||Biodegradation of Chlorinated Organic Compounds by 'Phanerochaete chrysosporium', a Wood-Rotting Fungus.
Bumpus, J. A. ;
Aust, S. D. ;
||Michigan State Univ., East Lansing. Dept. of Biochemistry.;Environmental Protection Agency, Cincinnati, OH. Risk Reduction Engineering Lab.
Waste treatment ;
Pollution control ;
Chlorine organic compounds ;
Biochemical reaction kinetics ;
Enzyme activity ;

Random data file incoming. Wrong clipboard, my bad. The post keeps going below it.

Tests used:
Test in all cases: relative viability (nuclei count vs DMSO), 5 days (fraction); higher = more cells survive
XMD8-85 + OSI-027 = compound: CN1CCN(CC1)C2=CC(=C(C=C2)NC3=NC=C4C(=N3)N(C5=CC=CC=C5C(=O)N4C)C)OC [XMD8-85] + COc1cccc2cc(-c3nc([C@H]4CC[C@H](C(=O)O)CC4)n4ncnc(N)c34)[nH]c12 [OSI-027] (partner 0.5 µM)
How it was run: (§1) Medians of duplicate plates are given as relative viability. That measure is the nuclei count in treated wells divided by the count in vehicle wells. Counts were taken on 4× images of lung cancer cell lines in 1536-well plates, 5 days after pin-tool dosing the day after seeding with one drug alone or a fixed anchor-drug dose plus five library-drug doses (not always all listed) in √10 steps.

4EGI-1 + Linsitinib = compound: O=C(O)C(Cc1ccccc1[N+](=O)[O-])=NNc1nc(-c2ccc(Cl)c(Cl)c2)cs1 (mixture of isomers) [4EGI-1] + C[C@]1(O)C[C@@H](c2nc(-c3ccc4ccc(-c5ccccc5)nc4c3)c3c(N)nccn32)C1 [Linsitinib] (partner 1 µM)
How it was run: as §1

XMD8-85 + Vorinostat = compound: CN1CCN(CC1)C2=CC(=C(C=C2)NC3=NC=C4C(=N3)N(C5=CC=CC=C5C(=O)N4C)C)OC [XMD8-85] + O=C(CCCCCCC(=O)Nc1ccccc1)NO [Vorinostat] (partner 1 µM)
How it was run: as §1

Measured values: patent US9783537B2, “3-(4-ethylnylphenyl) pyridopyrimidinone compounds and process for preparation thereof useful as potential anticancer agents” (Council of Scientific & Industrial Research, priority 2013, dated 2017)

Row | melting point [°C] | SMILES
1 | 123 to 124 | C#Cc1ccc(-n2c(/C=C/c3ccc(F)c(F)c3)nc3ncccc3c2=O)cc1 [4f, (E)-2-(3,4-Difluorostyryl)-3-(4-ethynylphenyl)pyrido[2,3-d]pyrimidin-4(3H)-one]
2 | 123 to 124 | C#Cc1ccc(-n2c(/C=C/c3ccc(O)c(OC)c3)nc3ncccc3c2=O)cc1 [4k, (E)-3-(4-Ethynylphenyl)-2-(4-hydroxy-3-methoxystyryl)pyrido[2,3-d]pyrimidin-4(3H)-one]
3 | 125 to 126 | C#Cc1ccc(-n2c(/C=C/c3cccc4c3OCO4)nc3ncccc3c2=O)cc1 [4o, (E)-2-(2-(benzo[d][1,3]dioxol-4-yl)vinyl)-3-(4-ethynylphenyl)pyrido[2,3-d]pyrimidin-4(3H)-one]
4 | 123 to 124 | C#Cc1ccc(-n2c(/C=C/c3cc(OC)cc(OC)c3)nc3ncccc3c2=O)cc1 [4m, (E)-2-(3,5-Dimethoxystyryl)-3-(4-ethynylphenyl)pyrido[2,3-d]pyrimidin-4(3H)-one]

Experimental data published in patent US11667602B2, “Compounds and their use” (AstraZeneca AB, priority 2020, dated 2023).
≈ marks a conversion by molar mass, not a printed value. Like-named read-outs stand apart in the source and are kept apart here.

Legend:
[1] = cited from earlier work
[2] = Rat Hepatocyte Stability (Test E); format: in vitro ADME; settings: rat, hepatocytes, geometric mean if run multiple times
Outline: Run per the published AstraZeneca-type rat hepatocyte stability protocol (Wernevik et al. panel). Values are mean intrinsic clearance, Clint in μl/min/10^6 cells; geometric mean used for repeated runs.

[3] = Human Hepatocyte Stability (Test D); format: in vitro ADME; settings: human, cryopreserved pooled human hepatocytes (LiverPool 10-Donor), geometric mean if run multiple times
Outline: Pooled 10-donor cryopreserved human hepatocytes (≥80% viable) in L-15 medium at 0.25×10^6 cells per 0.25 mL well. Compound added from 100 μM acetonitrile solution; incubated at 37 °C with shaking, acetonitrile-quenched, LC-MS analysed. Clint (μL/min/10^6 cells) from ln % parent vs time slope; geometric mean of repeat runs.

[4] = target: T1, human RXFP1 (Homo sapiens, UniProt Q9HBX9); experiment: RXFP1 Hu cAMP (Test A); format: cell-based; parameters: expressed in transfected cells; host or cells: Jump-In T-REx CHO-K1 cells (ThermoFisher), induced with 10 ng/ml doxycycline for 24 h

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Organohalides as a group represent an environmentally persistent class of chemicals, many of which accumulate in the food chain in the body fat of animals occupying higher trophic levels. Many of these compounds are toxic, mutagenic and/or carcinogenic. Furthermore, many sites exist worldwide that are contaminated with these compounds. Often these sites are old production or use facilities which contain high concentrations of the pollutant in question and represent potential health hazards. Of great concern in many cases is the threat of ground water contamination. Recent attention has focused on the possible usefulness of the white rot fungus Phanerochaete chrysosporium for the biodegradation of hazardous and environmentally persistent organohalides. The paper summarizes the present knowledge concerning the ability of this fungus to degrade halogenated organic compounds.